IN GOD WE TRUST – History Of The Coins Motto

The motto IN GOD WE TRUST was placed on United States coins largely because of the carnage experienced during the Civil War. They say there are no atheists in a foxhole and certainly faith in God was at a premium following this conflict. Secretary of the Treasury Salmon P. Chase received countless appeals from citizens throughout the nation. These people suggested that God should be recognized on United States coins. The most famous appeal and the one cited as the reason for the placing of the motto on our coins came in a letter dated November 13, 1861. It was written to Secretary Chase by Reverend M.R. Watkinson, a minister from Ridleyville, Pennsylvania. It said:
Dear Sir: You are about to submit your

annual report to the Congress respecting the affairs of the national finances. One fact touching our currency has hitherto been seriously overlooked. I mean the recognition of the Almighty God in some form on our coins. You are probably a Christian. What if our Republic were not shattered beyond reconstruction? Would not the antiquaries of succeeding centuries rightly reason from our past that we were a heathen nation? What I propose is that instead of the goddess of liberty we shall have next inside the 13 stars a ring inscribed with the words PERPETUAL UNION; within the ring the all seeing eye, crowned with a halo; beneath this eye the American flag, bearing in its field stars equal to the number of the States united; in the folds of the bars the words GOD, LIBERTY, LAW. This would make a beautiful coin, to which no possible citizen could object.

This would relieve us from the ignominy of heathenism. This would place us openly under the Divine protection we have personally claimed. From my heart I have felt our national shame in disowning God as not the least of our present national disasters.

To you first I address a subject that must be agitated.

This must have had some effect because in a letter dated November 20, 1861, Secretary Chase ordered James Pollock, the Director of the Mint at Philadelphia, to suggest a motto:

Dear Sir: No nation can be strong except

in the strength of God, or safe except in His defense. The trust of our people in God should be declared on our national coins.

You will cause a device to be prepared without unnecessary delay with a motto expressing in the fewest and tersest words possible this national recognition.

An Act of Congress dated January 18, 1837, had already mandated the motto and device that should be placed on the coins of the United States. This meant that no coinage changes were possible without additional legislation. In December 1863, the Mint Director submitted designs for a new one-cent coin, two-cent coin, and three-cent coin for approval. He proposed that upon the designs either OUR COUNTRY; OUR GOD or GOD, OUR TRUST should appear as a motto on the coins. On December 9, 1863, in a letter to the Mint Director, Secretary Chase stated:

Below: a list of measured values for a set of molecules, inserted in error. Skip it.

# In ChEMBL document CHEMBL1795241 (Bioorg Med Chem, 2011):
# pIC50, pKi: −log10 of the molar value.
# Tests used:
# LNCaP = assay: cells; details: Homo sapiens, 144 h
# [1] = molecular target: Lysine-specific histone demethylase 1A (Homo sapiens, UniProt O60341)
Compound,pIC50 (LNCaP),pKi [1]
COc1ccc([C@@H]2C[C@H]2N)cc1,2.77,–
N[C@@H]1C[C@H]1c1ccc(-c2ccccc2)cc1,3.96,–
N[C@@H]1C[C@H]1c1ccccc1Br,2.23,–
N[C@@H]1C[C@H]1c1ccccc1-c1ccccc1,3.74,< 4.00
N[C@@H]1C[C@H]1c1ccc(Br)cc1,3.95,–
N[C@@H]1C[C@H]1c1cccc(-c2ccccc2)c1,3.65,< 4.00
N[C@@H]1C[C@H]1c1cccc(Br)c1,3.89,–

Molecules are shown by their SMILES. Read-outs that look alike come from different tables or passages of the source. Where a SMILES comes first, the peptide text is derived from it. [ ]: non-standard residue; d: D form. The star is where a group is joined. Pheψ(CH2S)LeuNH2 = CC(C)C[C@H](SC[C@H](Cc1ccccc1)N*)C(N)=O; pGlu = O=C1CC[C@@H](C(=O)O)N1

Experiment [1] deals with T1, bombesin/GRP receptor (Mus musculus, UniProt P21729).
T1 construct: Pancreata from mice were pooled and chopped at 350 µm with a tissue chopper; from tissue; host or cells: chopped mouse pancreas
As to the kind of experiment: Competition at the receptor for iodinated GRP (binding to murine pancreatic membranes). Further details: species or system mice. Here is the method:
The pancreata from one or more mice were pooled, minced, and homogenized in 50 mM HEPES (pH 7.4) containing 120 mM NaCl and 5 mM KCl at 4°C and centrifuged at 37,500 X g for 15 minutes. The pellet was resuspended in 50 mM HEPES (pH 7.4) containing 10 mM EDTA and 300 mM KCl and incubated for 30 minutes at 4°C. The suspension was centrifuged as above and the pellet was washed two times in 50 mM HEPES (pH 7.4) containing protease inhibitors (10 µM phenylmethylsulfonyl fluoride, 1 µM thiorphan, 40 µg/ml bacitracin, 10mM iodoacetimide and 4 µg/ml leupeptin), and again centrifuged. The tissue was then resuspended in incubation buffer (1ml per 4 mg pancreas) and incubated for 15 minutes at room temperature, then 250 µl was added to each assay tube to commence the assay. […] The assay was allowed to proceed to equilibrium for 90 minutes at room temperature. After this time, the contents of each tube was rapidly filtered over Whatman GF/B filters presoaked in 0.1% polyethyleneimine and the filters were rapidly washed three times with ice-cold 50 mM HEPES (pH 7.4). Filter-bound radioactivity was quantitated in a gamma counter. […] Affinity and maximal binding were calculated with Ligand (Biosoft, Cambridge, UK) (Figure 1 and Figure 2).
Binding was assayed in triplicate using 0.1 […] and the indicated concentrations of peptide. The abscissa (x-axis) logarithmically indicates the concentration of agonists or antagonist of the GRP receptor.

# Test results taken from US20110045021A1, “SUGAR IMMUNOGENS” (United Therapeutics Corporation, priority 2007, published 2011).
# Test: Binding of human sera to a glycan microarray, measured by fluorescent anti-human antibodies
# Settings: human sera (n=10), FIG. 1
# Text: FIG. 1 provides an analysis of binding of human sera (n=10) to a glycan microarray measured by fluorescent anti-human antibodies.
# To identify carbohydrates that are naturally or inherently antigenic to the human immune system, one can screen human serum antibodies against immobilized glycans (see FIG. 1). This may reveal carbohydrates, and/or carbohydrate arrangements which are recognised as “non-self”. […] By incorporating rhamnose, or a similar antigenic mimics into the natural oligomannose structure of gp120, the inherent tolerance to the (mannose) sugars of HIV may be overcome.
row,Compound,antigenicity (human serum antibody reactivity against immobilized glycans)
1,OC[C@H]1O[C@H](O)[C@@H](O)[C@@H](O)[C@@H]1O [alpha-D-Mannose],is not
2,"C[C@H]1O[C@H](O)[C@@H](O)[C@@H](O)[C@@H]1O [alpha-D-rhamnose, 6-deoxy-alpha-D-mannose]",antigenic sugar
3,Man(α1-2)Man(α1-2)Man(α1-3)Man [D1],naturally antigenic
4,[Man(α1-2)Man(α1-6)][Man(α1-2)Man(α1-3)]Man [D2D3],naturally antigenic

I approve your mottoes, only suggesting that on that with the Washington obverse the motto

should begin with the word OUR, so as to read OUR GOD AND OUR COUNTRY. And on that with the shield, it should be changed so as to read: IN GOD WE TRUST.

On April 22, 1864, Congress passed legislation which changed the metal composition on the one-cent coin and authorized minting of a two-cent coin. IN GOD WE TRUST first appeared on this newly authorized 1864 two-cent coin.

On March 3, 1865 Congress authorized the Mint Director, with the Secretary of the Treasury’s approval, to place the motto on all gold and silver coins. Subsequently, the motto was placed on the gold $20 coin, the gold $10 coin, and the gold $5 coin. The motto also appeared on the silver dollar, the half-dollar and the quarter-dollar. 1866 saw the motto appear on the nickel three-cent type coin. The Coinage Act of 1873 said that the Secretary “may cause the motto IN GOD WE TRUST to be inscribed on such coins as shall admit of such motto.” The use of IN GOD WE TRUST disappeared from the five-cent coin in 1883, and did not reappear until the Jefferson nickel in 1938. Later, the motto was found missing from the new design of the Double-Eagle gold coin and the Eagle gold coin shortly after they appeared in 1907. In response to widespread protest, Congress ordered it restored, and the Act of May 1908 made it mandatory on all coins.